4 Ways to Raise Ducks from Each Stage of Their Lives

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4 Ways to Raise Ducks from Each Stage of Their Lives
4 Ways to Raise Ducks from Each Stage of Their Lives

Once you have decided to raise ducks, you need to devote yourself to their care and welfare and this is not necessarily a simple task. They tend to be easier to care for than other types of birds, however, and many find them rewarding to watch and care for. Read on for more information if you're considering raising a duck from egg, chick, or adult.


Method 1 of 4: Hatching duck eggs

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Step 1. Plan ahead

Duck eggs usually take 28 days to hatch, but some breeds can take up to 35 days. You need to make sure your incubator is set up in advance before you buy the eggs and try to hatch them.

Paw eggs are larger than chicken eggs, so many chicken egg incubators will not accommodate the right paw eggs. Make sure the tray used in the incubator is large enough

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Step 2. Allow the incubator to stabilize before placing the eggs in it

Set the temperature to 37.5 degrees Celsius and the relative humidity to 55 percent or 29.0 degrees Celsius on the wet bulb thermometer.

  • Ventilation must be adjusted in accordance with the producer's instructions.
  • Allow the incubator to stabilize for a full day or two before placing the eggs there.
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Step 3. Carefully select the eggs you will be using

Eggs must be in good condition to be hatched.

  • Avoid eggs that are broken, double yolked, misshapen, too big, too small, or dirty.
  • Preferably, eggs should be placed in the incubator one to three days after being laid.
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Step 4. Check the incubator four times a day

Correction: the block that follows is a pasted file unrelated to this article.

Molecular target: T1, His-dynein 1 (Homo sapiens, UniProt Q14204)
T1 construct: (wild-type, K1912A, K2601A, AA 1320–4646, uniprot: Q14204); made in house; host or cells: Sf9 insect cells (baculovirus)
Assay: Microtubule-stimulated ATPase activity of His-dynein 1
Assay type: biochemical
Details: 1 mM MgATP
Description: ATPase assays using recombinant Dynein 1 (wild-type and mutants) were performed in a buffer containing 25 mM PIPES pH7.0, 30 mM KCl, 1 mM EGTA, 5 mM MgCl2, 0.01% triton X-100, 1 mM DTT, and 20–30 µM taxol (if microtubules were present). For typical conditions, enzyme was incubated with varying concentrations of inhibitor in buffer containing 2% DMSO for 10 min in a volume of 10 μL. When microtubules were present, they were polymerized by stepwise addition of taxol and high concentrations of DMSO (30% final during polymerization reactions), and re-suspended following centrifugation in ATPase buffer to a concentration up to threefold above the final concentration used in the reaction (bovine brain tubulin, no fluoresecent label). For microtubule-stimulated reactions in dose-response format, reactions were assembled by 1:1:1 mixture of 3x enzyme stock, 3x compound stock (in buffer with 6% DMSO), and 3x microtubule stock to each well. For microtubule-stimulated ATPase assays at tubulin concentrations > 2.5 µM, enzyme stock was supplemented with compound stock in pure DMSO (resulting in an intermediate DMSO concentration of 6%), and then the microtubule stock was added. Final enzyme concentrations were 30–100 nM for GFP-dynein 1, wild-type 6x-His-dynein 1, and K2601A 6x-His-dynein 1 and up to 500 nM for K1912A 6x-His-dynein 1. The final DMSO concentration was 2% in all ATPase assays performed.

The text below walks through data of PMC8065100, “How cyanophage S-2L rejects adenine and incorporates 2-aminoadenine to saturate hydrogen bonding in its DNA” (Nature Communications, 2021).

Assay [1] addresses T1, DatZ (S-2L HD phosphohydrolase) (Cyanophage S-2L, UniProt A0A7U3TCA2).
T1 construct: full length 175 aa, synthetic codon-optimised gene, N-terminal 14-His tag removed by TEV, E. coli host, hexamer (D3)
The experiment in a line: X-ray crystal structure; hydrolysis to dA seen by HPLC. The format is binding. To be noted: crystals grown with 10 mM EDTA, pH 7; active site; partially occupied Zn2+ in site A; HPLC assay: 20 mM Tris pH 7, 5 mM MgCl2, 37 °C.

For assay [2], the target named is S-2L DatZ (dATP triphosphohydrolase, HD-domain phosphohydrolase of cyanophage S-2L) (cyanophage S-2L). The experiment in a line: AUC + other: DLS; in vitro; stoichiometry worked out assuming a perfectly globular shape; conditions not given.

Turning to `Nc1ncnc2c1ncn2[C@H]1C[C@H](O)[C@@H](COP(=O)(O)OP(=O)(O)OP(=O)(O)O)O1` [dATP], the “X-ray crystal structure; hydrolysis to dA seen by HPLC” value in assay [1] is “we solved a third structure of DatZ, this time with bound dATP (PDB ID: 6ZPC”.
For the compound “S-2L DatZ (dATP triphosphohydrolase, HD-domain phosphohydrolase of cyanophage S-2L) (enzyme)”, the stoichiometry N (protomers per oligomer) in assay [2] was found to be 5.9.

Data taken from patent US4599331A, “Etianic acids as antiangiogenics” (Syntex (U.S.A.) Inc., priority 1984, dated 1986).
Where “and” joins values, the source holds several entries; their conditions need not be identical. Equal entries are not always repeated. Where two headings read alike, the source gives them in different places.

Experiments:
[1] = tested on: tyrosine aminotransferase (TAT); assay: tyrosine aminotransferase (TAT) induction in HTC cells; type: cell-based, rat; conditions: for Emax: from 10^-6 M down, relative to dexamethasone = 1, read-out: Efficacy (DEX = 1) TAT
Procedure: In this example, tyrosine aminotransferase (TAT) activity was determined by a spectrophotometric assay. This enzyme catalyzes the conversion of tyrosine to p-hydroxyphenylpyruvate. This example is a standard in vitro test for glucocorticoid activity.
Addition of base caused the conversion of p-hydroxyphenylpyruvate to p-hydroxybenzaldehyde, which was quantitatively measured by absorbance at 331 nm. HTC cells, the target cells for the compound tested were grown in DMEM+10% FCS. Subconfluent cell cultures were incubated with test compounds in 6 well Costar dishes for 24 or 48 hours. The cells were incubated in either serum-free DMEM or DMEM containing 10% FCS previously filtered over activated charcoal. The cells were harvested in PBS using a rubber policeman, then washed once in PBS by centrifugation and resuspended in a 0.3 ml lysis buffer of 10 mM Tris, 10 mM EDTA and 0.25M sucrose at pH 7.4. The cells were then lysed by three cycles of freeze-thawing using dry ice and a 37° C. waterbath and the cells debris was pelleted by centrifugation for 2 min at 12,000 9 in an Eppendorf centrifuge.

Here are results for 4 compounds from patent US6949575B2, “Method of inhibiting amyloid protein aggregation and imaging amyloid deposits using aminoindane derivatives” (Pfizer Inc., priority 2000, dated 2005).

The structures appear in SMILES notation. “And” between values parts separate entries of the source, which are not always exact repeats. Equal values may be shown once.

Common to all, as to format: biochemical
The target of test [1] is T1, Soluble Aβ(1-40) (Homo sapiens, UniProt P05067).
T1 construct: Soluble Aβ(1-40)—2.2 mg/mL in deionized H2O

After placing the eggs in the incubator, you should check them at least four times a day. When doing this, turn them upside down so that they can receive heat from all sides equally.

On the first day, you should check the eggs more or less every hour

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Step 5. Remove unfit eggs after the first week

If there are some eggs with a clear shell, it means those eggs are infertile. Eggs with cloudy shells are dead inside. Remove both types of eggs from the incubator and leave the other ones alone.

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Step 6. Transfer eggs to hatcher trays after 25 days

You can move them to a separate setter machine or change the setter settings to accommodate the eggs as they hatch.

  • The temperature should be at 37, 2 degrees Celsius with a humidity of 65 percent.
  • Increase humidity to 80 percent and increase vents by 50 percent as eggs begin to crack or shift considerably.
  • Within the next 6 to 12 hours, just before the end of incubation, lower the temperature to 36.1 degrees Celsius and the humidity to 70 percent. Open all vents.
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Step 7. Remove hatched ducks from the hatching machine

Once 90 to 95 percent of the ducks have hatched and dried, you should remove them from the hatching machine and transfer them to a nest.

Method 2 of 4: Taking Care of Ducklings

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Step 1. Buy only two ducklings

If you are buying ducklings instead of raising them from eggs, buy only two to four.

  • You will be able to take better care of a smaller number, especially if raising ducks is a new experience for you, but you must have more than one duckling to prevent the duckling from feeling lonely. Ducks need to socialize with other ducks.